*This commentary applies to all 3 installments of “21 Weeks” (Weeks 1-7, 8-14 & 15-21)*
How do you catch a perfect killer?
R.A. LaShea‘s tour de force of a serial crime saga, “21 Weeks” that spanned out in 3 7-week installments, is prolly the best constructed and executed crime procedural series I’ve ever read in any fic yet! Thanks to an enthusiastic recommendation from one of my GR mates (Cheers, Farah!), I grabbed a copy and never looked back! My goodness! It was like watching the entire case on-screen! So meticulous. So methodical. So absorbing and addictive. In fact, LaShea’s design of the entire case is so ready to be adapted from book-to-screen. imho! “21 Weeks” is truly one of the most original serial crimes created, what with the types of killings constructed and the methodology of solving it.
First off, I was immediately drawn to the aesthetic structure of LaShea’s presentation of her story – dividing it into weeks. Reminded me of the TV series, “24,” but instead of every episode representing one hour, this one was by week. And in each week, starting from “Week 1,” the story began with the day, the location and the time, reminiscent of the TV series, “Law & Order.” With this technique, I discovered that my brain was processing my reading of each Week as if it were a week instead of my usual reading time of x minutes to finish a chapter (Week). In essence, the constant display of the day and time on the pages tricked my brain into slowing down the reading time lapse to match LaShea’s. I can’t explain it any other way, so if you think I’m bonkers, maybe I am! Ignore this! Anyway, it literally brought Beck and Co.’s entire investigation of each homicide to life, for me, making my experience much more acute! In addition to this effective structure of presentation, one of the best bits was that I felt like LaShea gave me, the reader, the opportunity to work through and determine the killer’s modus operandi myself rather than spoon-feeding me, you know? Simply brilliant!
Thanks to one of my GR mates’ HIGHLY recommended read (cheers, F/F!), I finally had the chance to do so. Let’s just say I devoured it! I mean, in the beginning, it was just a normal read for me as I swiped each page like any other book, but something clicked. I noticed just how smooth the language was flowing, the rhythm of the interactions was like a melody playing every movement as the story development progressed throughout the book. It was so organically written and presented, I began to feel like I was on this same journey with Kris and Julianne, observing and witnessing everything they both were experiencing, internally and externally, along with the people around them. Diaz literally wrote a detailed chronicle of two people’s lives in whole. It was literally real-life in words. I have a feeling this story’s a deeply personal one for her. The authentic feel was made even more realistic with witty and humorous dialogues and situations! I could hear the NY dry sense of humour and its accent through Diaz’s incredibly personal conversational dialogues. The monologues were resonating. Needless to say, I was addicted to Julianne and Kris’ story, wanting to know what happened next! I couldn’t swipe and scroll the pages fast enough! Because of the realism that Diaz injected into this story and how she told it, everyone in both Kris and Julianne’s lives was depicted and portrayed with equal fervour, I loved all of them, even the antagonists, because in real life, we DO have these characters around us, don’t we?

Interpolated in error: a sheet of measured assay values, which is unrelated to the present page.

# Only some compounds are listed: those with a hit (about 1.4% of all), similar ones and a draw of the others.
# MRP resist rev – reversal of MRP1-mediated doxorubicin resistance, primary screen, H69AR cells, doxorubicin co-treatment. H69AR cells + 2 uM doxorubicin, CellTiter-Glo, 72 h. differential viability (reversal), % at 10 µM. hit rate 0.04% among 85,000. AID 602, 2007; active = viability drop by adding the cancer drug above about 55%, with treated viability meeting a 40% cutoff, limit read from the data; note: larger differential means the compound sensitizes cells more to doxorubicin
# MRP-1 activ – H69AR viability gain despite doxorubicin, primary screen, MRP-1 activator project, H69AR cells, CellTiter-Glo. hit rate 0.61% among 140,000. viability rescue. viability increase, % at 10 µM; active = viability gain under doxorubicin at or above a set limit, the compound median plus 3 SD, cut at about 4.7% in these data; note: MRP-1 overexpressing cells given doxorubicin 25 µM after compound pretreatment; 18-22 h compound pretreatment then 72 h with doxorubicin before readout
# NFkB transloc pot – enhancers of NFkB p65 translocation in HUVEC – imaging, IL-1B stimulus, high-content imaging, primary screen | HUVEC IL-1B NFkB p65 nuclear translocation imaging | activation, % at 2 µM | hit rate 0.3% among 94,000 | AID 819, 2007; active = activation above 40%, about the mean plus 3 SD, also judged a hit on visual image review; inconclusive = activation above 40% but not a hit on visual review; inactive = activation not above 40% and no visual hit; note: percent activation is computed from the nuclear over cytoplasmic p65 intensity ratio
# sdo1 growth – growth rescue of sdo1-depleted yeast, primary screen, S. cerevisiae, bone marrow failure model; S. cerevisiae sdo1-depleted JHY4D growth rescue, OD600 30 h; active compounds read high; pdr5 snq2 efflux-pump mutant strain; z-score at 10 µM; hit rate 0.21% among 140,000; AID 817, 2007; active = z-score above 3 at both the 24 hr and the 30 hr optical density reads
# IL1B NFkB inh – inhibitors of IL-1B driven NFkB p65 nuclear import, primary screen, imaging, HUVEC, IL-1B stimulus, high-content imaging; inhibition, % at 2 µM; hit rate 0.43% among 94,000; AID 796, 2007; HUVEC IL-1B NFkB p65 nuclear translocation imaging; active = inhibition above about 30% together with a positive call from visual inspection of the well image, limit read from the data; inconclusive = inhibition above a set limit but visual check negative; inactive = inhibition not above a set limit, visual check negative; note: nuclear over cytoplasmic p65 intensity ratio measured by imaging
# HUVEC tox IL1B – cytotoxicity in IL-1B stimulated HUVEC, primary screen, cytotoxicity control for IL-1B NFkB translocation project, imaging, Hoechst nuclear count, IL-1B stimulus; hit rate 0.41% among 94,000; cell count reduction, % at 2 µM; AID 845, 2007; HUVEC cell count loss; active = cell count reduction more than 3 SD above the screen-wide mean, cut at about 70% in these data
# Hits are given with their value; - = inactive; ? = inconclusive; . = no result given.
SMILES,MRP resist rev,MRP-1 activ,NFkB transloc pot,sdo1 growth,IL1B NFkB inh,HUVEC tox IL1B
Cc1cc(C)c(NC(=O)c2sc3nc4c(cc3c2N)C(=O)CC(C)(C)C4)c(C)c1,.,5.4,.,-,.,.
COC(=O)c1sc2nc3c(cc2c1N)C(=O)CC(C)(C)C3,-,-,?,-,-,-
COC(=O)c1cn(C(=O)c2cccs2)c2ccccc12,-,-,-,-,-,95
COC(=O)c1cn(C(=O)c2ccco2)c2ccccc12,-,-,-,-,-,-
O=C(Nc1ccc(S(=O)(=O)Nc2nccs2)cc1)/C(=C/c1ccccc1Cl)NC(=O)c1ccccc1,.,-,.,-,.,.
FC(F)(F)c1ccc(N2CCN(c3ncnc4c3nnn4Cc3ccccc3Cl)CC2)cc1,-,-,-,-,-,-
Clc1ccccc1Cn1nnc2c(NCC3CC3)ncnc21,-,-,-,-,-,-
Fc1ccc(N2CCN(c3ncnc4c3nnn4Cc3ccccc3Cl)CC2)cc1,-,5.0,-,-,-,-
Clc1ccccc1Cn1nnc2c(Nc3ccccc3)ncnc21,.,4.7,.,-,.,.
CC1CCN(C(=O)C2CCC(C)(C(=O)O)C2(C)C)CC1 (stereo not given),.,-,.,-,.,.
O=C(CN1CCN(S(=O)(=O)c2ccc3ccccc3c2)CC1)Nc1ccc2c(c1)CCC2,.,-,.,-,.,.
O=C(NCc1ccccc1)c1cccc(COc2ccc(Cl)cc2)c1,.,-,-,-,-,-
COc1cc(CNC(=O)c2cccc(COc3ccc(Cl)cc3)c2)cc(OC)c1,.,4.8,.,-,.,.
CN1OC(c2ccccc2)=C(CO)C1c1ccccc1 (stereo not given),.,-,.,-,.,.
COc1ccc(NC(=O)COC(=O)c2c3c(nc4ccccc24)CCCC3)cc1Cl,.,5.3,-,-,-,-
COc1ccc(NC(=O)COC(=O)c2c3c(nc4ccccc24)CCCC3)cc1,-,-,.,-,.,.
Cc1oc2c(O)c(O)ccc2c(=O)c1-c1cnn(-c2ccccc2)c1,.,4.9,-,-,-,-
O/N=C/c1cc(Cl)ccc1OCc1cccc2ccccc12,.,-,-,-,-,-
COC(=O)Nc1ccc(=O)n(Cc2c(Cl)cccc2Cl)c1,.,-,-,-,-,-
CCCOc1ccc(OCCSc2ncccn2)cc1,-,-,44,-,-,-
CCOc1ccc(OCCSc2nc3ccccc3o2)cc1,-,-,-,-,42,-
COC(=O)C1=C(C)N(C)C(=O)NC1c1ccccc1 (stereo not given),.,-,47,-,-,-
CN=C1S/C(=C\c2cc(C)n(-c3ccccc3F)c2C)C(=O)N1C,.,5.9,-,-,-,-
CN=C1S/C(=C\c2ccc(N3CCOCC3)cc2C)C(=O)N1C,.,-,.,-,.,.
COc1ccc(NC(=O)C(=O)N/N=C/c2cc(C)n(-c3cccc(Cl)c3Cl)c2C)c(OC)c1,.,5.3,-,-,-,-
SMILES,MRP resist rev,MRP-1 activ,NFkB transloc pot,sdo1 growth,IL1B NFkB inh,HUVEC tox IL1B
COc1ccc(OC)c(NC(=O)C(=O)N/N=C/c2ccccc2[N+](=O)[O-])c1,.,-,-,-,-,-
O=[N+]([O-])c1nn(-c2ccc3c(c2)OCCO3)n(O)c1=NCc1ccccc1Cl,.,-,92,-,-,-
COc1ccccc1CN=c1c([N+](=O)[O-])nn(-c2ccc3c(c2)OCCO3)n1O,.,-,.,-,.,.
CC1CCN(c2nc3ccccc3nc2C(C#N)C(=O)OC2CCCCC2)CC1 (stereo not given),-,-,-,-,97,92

One word. Sandman. On the book cover. The text almost translucent, as if trying to hide in plain sight with its colour melding into the sandy beach with an ominous-looking sky looming above the troubled waters.
What is Sandman?
When I first heard about Tammy Bird‘s debut novel, “Sandman,” I was immediately curious. First, the cryptic title, which set my mind whirling trying to ascertain its meaning or symbolism. The aesthetically unsettling cover closed the deal for me. SOLD.
Then, the fact that the revealed plot from the blurb was twofold – a search-and-rescue effort post-hurricane and what was lurking in the sand dunes. I thought that was a fascinating approach to writing in the crime thriller genre in lesfic. Needless to say, I utterly enjoyed the story as a whole. I was glad to discover that there were more than met the eye, beyond the twofold-plotline blurb! Truth be told, I actually didn’t read the blurb before I read the book because I was so intrigued by the title that I wanted to find out for myself including what the case would entail. I must say, I was surprised when I went back to read the blurb afterwards when I saw the revelation of the title’s meaning! I wish the blurb didn’t mention that, though. Oh well, it didn’t affect me because, thank goodness, I didn’t read the blurb before delving into a book this time!